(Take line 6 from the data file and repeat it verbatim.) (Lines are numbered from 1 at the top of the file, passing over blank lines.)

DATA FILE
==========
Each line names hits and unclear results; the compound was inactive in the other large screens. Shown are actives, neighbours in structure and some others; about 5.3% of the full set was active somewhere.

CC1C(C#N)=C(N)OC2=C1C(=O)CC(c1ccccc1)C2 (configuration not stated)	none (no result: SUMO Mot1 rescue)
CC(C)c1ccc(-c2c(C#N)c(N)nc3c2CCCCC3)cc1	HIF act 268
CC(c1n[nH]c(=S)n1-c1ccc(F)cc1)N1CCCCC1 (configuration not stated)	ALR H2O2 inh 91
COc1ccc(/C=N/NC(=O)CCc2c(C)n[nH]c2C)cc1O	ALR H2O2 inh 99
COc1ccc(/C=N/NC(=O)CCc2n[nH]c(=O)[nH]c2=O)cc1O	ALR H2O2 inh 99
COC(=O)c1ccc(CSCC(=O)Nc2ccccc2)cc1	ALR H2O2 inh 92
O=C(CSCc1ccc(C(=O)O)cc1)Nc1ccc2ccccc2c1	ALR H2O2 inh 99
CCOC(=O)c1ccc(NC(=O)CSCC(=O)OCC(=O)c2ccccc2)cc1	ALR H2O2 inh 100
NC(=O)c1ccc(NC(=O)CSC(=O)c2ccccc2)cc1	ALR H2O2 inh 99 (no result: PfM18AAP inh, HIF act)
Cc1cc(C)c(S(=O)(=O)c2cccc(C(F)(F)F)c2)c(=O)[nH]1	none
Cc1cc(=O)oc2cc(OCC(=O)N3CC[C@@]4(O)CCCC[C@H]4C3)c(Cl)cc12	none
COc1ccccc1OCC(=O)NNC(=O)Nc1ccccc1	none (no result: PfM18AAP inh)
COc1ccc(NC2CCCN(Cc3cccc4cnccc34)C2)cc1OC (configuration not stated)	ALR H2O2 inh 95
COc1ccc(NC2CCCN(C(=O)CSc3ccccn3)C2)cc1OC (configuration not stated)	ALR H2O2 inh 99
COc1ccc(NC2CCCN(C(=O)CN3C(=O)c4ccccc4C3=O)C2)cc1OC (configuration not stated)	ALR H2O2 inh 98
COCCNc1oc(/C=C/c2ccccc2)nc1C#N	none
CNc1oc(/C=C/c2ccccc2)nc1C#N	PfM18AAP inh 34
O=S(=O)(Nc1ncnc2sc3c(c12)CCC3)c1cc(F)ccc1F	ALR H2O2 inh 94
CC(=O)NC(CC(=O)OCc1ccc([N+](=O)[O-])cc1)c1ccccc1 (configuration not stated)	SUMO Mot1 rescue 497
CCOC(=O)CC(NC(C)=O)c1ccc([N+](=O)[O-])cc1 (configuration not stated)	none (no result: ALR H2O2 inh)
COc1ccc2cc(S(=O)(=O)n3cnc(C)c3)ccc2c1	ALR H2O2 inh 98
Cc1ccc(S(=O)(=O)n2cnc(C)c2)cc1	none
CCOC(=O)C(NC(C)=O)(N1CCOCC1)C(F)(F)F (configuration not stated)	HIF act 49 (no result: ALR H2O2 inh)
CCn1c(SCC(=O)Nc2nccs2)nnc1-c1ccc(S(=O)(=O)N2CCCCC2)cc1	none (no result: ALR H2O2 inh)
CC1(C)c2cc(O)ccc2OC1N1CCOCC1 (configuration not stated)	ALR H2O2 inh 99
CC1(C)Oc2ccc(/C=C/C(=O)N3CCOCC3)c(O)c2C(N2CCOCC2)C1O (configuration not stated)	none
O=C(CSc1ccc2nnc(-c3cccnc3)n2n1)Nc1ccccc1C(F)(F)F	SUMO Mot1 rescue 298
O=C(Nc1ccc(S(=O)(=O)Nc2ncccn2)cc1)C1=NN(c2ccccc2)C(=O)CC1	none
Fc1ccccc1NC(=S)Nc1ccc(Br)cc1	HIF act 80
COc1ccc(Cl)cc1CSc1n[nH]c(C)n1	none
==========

COc1ccc(/C=N/NC(=O)CCc2n[nH]c(=O)[nH]c2=O)cc1O	ALR H2O2 inh 99